Demilitarized Zone a hit with tourists
  • Monday, March 25, 2019
  • 81°

Briefs| Travel

Demilitarized Zone a hit with tourists

  • THE NEW YORK TIMES / 2017

    Soldiers stand guard outside of meeting rooms that straddle the border between North and South Korea in Panmunjom along the Demilitarized Zone.

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The Demilitarized Zone, which separates North and South Korea about 35 miles north of Seoul, has become one of the world’s most austere tourist attractions.

It can be visited only on a guided tour. One of the zone’s most popular elements, the Joint Security Area (Panmunjom) where troops faced off for more than 60 years, was closed in October.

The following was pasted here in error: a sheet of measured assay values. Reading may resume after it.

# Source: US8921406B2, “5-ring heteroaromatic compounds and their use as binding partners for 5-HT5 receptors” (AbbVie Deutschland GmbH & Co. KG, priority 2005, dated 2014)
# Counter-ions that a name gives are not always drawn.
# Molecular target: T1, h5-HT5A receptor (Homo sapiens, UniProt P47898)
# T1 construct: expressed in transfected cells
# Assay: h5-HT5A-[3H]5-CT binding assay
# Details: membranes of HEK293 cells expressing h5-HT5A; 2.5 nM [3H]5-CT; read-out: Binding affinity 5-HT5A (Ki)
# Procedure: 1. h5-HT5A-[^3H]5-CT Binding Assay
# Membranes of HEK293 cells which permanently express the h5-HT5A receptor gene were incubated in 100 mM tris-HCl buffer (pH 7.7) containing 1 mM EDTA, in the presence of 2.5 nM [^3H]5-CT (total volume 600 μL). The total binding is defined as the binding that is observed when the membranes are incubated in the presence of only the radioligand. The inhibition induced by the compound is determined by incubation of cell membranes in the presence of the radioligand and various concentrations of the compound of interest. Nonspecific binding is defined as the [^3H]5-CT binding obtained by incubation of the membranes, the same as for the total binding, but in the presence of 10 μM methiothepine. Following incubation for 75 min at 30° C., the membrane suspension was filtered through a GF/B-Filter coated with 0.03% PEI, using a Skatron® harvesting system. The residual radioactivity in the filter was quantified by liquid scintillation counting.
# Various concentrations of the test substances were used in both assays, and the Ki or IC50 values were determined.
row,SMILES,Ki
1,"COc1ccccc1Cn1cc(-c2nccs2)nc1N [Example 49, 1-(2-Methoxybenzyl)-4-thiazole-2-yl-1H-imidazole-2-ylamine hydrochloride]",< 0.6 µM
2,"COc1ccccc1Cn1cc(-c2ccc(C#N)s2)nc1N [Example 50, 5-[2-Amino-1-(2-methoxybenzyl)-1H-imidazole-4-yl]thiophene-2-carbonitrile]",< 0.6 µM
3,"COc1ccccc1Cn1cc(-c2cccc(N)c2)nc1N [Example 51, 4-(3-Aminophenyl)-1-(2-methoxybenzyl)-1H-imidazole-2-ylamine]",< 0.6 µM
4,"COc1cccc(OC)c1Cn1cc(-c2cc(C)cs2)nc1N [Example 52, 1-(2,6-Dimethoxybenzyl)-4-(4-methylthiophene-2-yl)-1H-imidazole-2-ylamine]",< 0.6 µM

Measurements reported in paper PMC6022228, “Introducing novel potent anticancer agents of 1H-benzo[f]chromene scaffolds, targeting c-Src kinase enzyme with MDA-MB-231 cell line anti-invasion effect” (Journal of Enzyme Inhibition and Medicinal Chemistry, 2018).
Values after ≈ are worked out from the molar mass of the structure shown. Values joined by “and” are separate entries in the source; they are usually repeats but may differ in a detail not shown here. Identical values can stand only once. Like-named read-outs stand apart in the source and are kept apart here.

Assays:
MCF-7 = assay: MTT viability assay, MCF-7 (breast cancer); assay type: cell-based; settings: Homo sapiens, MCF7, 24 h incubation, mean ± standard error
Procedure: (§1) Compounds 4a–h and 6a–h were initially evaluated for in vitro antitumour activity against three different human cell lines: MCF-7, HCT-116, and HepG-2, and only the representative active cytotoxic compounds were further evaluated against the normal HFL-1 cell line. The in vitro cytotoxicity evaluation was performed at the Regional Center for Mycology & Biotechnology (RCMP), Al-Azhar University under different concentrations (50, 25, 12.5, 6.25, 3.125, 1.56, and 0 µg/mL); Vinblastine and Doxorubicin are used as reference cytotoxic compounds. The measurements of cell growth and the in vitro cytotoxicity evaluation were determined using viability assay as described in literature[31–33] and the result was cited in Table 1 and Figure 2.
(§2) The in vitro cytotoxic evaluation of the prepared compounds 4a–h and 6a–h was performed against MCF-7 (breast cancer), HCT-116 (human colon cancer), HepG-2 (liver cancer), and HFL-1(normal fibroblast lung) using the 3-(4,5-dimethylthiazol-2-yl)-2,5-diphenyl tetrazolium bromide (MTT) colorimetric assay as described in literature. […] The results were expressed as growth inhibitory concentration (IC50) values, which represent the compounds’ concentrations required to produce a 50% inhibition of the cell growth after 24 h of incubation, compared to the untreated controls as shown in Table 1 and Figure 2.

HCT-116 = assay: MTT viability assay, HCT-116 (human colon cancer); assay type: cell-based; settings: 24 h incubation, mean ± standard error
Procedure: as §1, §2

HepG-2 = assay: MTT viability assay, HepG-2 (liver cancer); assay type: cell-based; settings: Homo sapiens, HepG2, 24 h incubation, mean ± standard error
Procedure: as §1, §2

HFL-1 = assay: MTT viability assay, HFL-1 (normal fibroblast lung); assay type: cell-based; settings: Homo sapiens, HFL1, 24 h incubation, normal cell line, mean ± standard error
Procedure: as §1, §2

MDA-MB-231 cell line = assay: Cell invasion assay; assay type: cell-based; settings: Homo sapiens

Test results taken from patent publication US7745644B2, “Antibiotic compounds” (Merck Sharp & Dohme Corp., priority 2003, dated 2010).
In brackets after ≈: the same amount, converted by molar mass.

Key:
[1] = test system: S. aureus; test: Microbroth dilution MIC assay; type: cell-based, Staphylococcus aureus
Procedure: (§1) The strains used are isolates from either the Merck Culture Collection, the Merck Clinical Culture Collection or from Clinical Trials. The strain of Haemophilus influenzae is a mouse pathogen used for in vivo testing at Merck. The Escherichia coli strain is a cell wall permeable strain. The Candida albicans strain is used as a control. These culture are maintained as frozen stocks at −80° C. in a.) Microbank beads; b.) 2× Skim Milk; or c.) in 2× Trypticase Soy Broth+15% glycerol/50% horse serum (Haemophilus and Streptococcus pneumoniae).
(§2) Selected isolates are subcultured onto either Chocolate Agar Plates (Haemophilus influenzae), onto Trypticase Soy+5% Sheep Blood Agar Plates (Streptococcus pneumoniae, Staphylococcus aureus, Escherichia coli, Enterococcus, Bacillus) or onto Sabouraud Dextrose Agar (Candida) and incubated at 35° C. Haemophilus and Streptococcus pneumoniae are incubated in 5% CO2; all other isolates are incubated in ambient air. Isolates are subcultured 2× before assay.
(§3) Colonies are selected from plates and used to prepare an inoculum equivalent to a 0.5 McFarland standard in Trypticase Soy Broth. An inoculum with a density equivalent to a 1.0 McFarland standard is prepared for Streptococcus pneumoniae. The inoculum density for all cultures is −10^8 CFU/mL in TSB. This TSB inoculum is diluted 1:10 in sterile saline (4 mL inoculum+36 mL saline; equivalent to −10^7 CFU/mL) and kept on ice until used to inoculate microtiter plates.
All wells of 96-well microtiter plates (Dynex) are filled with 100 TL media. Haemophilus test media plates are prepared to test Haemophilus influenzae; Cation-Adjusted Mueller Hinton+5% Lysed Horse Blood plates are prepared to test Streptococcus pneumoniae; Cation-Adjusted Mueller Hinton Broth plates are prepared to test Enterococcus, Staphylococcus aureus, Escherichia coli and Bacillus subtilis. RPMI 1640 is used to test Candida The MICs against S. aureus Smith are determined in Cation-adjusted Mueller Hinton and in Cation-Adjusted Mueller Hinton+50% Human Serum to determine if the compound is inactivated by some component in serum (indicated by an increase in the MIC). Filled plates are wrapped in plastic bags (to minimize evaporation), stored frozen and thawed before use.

Tour operators continue to pitch other DMZ itineraries, including Imjingak Park/Resort, Dora Observatory, a DMZ Museum, the Dorasan train station and the Third Tunnel, discovered under the South Korean side in 1978. Prices range from $40 (for a half day) to $140 (for a daylong visit).

Book at least a few days in advance and bring your passport.

Among the tour operators that serve the DMZ:

>> Koridoor Tours

>> Panmunjom Travel Center

>> Joongang Express Tour

>> International Cultural Service Club

>>DMZ Tours

>>Cosmojin Tour

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